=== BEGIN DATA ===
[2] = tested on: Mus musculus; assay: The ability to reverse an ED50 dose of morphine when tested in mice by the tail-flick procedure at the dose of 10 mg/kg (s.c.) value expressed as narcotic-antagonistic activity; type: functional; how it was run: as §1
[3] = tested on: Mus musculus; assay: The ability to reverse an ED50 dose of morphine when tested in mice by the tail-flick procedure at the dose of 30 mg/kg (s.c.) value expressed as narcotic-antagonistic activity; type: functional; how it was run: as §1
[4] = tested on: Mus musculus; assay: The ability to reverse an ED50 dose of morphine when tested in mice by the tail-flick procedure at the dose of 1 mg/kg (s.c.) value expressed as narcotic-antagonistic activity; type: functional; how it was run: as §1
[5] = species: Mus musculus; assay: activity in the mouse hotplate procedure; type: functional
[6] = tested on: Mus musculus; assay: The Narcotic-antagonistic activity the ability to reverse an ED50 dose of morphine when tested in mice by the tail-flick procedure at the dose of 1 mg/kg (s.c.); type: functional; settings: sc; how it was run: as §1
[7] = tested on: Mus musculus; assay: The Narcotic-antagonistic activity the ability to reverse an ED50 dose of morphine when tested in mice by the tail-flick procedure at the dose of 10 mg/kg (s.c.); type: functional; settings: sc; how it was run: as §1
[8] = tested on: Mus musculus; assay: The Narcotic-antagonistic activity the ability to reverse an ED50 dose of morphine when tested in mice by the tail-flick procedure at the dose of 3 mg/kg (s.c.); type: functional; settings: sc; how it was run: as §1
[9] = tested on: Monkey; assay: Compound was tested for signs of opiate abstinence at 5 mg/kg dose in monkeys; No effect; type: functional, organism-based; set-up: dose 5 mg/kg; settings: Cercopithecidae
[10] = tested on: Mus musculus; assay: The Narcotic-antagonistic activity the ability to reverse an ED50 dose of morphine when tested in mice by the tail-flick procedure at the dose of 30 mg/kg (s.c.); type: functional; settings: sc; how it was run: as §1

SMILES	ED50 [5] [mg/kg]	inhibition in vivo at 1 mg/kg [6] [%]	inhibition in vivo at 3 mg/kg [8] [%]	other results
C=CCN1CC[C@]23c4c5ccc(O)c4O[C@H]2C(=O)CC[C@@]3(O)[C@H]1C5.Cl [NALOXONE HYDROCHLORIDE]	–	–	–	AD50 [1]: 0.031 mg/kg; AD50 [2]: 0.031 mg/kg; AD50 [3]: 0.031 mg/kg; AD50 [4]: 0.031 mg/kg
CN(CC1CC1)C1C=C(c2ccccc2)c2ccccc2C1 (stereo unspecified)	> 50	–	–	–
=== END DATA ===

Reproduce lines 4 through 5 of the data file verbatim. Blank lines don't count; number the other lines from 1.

[5] = species: Mus musculus; assay: activity in the mouse hotplate procedure; type: functional
[6] = tested on: Mus musculus; assay: The Narcotic-antagonistic activity the ability to reverse an ED50 dose of morphine when tested in mice by the tail-flick procedure at the dose of 1 mg/kg (s.c.); type: functional; settings: sc; how it was run: as §1